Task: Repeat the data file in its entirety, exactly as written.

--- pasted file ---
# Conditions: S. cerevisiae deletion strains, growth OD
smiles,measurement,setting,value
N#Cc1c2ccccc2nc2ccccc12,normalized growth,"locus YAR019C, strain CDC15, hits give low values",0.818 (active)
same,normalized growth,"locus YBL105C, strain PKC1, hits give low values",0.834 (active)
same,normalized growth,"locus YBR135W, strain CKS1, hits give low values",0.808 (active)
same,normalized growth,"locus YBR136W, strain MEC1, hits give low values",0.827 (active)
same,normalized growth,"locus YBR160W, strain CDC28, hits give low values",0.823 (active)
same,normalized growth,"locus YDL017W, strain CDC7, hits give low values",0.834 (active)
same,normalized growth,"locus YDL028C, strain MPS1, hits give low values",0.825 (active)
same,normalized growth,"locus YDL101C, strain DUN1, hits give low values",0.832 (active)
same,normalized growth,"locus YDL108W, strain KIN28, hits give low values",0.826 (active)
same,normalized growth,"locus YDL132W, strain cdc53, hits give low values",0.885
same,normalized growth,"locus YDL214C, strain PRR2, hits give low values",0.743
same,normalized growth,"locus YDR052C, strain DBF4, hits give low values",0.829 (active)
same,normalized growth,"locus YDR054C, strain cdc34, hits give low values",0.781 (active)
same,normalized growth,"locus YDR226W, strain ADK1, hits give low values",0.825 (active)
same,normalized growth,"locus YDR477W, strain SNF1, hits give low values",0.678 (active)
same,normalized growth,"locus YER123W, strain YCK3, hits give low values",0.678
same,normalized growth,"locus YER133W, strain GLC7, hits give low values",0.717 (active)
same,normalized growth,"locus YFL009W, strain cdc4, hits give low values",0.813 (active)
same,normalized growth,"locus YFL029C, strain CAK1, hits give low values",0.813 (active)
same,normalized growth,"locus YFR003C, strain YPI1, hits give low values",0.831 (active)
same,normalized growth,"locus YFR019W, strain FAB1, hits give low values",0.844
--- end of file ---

# Conditions: S. cerevisiae deletion strains, growth OD
smiles,measurement,setting,value
N#Cc1c2ccccc2nc2ccccc12,normalized growth,"locus YAR019C, strain CDC15, hits give low values",0.818 (active)
same,normalized growth,"locus YBL105C, strain PKC1, hits give low values",0.834 (active)
same,normalized growth,"locus YBR135W, strain CKS1, hits give low values",0.808 (active)
same,normalized growth,"locus YBR136W, strain MEC1, hits give low values",0.827 (active)
same,normalized growth,"locus YBR160W, strain CDC28, hits give low values",0.823 (active)
same,normalized growth,"locus YDL017W, strain CDC7, hits give low values",0.834 (active)
same,normalized growth,"locus YDL028C, strain MPS1, hits give low values",0.825 (active)
same,normalized growth,"locus YDL101C, strain DUN1, hits give low values",0.832 (active)
same,normalized growth,"locus YDL108W, strain KIN28, hits give low values",0.826 (active)
same,normalized growth,"locus YDL132W, strain cdc53, hits give low values",0.885
same,normalized growth,"locus YDL214C, strain PRR2, hits give low values",0.743
same,normalized growth,"locus YDR052C, strain DBF4, hits give low values",0.829 (active)
same,normalized growth,"locus YDR054C, strain cdc34, hits give low values",0.781 (active)
same,normalized growth,"locus YDR226W, strain ADK1, hits give low values",0.825 (active)
same,normalized growth,"locus YDR477W, strain SNF1, hits give low values",0.678 (active)
same,normalized growth,"locus YER123W, strain YCK3, hits give low values",0.678
same,normalized growth,"locus YER133W, strain GLC7, hits give low values",0.717 (active)
same,normalized growth,"locus YFL009W, strain cdc4, hits give low values",0.813 (active)
same,normalized growth,"locus YFL029C, strain CAK1, hits give low values",0.813 (active)
same,normalized growth,"locus YFR003C, strain YPI1, hits give low values",0.831 (active)
same,normalized growth,"locus YFR019W, strain FAB1, hits give low values",0.844